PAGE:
The two most powerful words in your parenting stress-reduction toolkit are “yes” and “and.”
You’d be surprised by the difference these simple words can make. Let’s take a closer look using two common examples of parent-child power struggles.
Your son is arguing with you about doing his homework. He wants to keep playing his video game that he’s about to take to a new record high level. Your daughter is arguing with you about going to bed — she wants to stay up and keep chatting with her friends online.
You say, in one manner or another, “no — stop it right now and do as your told.” You tell them they can’t do it. You try to explain or rationalize, “But you need to get that work done, your project is due tomorrow and you’ve had all week.” Or, “but you’ve got to get some sleep, so you can do well on your test tomorrow/not be so grumpy/allow me some down time," etc.
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Your child is being oppositional and defiant, you think. You assert more authority, sometimes effectively, sometimes not. Either way, you’re unhappy with all the arguing and so are your children. You’re tired of fighting against them. They’re tired of being nagged by you. You two are butting heads — on opposite sides of the argument.
There is a healthier, happier way. The way of “yes ... and..."
Instead, you respond to your son, “yes, I know that computer game is important to you, and you still need to get your project done. So, you need to save the game and turn it off within two minutes, or I’ll turn it off for you. Then we’ll get your project out of the way."
Your son starts with, “but…” You don’t take the bait. You calmly, even compassionately, reply, “Yes, I understand it’s hard to stop when you’re on a roll, and it’s still time to be done and get back to work. Deep breath, you can do it. I’ll help if you need it. And when you show me you can get off quickly and quietly, then you may return to the game when your project is completed. If you keep arguing, you’ll be done with the game for the day (or week). Your choice. I hope you make a good one.”
End of discussion. You disengage and execute the stated plan, lovingly and firmly. You are at peace, clear with your intentions and following through with what you say. Yes, you are aware of your child’s struggle, and you’re helping them learn to deal with it.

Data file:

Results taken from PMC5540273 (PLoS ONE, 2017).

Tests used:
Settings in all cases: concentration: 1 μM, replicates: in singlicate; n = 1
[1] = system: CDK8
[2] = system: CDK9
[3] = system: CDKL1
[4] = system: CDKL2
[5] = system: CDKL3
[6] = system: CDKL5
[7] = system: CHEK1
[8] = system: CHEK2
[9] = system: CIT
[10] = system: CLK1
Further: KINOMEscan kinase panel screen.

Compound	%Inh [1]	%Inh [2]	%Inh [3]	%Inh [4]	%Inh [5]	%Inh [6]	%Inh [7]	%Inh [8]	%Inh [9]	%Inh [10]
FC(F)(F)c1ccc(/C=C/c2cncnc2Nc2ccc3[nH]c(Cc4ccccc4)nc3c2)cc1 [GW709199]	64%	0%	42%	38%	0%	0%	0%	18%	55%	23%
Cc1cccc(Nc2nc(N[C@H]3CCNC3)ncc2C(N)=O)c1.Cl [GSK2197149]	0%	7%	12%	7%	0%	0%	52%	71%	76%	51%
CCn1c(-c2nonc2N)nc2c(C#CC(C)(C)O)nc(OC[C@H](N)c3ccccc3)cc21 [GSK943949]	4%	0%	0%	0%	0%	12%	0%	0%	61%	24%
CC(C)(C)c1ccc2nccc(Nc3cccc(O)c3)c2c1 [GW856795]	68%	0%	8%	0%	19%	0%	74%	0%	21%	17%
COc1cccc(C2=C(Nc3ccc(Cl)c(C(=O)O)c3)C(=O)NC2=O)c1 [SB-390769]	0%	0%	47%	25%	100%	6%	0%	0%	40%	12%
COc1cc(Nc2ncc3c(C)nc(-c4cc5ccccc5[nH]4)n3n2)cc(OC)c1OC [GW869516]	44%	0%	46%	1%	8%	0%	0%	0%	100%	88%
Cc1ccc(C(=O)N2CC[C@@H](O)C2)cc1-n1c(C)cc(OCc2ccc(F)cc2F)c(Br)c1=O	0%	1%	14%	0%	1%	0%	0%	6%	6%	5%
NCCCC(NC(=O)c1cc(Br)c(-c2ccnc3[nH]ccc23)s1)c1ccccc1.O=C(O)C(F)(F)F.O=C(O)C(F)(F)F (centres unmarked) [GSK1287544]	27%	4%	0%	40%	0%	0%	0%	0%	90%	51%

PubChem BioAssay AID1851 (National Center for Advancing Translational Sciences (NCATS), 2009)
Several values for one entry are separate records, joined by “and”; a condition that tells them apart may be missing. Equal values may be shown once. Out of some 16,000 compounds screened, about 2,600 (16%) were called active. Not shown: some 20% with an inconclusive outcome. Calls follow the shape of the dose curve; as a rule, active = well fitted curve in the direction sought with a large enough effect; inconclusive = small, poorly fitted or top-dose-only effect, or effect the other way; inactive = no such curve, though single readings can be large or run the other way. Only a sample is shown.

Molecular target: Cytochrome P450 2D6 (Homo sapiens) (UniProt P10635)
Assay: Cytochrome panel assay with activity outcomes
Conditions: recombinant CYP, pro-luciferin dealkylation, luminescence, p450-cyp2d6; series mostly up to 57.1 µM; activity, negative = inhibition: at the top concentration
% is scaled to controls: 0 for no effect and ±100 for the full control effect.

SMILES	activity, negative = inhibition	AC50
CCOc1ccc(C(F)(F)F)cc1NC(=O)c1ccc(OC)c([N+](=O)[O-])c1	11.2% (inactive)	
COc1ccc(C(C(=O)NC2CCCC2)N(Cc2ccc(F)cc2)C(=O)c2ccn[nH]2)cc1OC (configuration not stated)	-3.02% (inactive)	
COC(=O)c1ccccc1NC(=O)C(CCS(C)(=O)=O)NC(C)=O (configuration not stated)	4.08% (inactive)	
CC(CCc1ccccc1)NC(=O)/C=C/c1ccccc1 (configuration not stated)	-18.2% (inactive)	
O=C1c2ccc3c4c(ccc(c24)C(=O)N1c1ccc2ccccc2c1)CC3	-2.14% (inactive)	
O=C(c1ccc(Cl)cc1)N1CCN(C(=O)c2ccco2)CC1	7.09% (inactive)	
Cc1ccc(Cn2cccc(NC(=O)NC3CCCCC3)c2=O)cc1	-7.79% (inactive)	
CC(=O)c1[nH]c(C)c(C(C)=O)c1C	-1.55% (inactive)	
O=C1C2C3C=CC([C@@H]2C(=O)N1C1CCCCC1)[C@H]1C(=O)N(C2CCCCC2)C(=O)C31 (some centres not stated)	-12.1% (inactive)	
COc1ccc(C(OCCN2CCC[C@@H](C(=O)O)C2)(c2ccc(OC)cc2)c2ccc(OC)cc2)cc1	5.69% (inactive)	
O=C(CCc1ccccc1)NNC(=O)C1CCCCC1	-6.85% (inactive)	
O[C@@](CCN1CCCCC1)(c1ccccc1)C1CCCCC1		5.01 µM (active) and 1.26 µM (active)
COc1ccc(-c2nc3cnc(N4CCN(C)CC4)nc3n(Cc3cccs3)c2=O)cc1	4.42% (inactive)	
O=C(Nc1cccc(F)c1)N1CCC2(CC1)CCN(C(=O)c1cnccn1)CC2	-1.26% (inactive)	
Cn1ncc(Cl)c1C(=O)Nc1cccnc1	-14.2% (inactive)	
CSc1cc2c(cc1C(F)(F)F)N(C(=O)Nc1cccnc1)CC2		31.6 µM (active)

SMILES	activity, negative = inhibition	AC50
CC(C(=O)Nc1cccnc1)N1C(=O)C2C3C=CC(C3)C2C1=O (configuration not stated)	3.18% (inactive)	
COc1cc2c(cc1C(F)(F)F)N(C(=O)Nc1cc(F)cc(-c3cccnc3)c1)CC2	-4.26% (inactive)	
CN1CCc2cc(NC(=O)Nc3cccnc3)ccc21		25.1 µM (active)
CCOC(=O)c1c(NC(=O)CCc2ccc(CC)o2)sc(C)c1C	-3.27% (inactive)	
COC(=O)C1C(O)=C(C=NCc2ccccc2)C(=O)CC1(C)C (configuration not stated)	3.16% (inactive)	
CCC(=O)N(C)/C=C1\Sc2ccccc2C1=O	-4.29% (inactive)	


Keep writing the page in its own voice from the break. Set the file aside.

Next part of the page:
You tell your daughter, “Yes, I know you don’t want to go to bed right now, and it’s still your bedtime, so you need to say goodbye for now and log off within the next five minutes (set timer).”
With “yes ... and..." you’re on the same team. You’re not the opponent. You are working with your child to solve the dilemma, not working against each other. (Despite what he or she may say in the moment!)
You’re helping your child deal with his or her inner conflict, not making you the bad guy and externalizing the conflict. You’re helping your child become self-aware of his/her feelings — reflecting those feelings and redirecting your child about what to do about them. You’re teaching your child emotional self-regulation and self-discipline. You’re empathically responding to their feelings or struggles, while clearly and firmly holding them accountable for their behavior choices. You’re teaching them how to do things, even when they don’t want to.
When you get sucked into the "nos" and "buts" of an argument, you are fighting an ongoing battle of exclusion — us versus them. When you come from an inner place of understanding and acceptance — which is reflected in the language of “yes ... and...” you are being inclusive. You are joining together to overcome a life challenge.
"Yes ... and..." will help you all get there, more powerfully and peacefully.